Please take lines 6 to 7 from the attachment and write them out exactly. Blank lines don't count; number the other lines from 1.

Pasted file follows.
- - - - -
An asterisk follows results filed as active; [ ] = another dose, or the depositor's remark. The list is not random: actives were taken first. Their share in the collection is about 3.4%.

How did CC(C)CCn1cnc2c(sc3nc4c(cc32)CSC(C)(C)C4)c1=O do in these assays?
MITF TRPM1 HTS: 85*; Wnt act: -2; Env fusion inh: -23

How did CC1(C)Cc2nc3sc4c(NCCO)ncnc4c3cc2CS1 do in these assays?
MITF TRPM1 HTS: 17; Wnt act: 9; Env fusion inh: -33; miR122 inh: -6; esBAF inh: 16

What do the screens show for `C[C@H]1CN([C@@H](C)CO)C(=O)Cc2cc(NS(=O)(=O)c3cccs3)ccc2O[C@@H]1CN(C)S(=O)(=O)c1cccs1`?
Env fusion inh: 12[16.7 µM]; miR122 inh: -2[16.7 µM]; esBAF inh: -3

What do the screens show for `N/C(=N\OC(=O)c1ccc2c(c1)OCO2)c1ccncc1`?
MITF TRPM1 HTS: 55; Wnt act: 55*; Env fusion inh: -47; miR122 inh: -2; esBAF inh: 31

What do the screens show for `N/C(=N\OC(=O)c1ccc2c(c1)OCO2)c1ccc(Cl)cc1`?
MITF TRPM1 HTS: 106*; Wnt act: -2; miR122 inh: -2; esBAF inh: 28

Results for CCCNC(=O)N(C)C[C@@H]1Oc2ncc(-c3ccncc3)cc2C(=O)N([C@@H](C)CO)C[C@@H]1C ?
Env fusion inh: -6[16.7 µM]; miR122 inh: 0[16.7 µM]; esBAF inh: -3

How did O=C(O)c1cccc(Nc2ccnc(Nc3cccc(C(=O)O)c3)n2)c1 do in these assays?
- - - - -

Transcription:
What do the screens show for `C[C@H]1CN([C@@H](C)CO)C(=O)Cc2cc(NS(=O)(=O)c3cccs3)ccc2O[C@@H]1CN(C)S(=O)(=O)c1cccs1`?
Env fusion inh: 12[16.7 µM]; miR122 inh: -2[16.7 µM]; esBAF inh: -3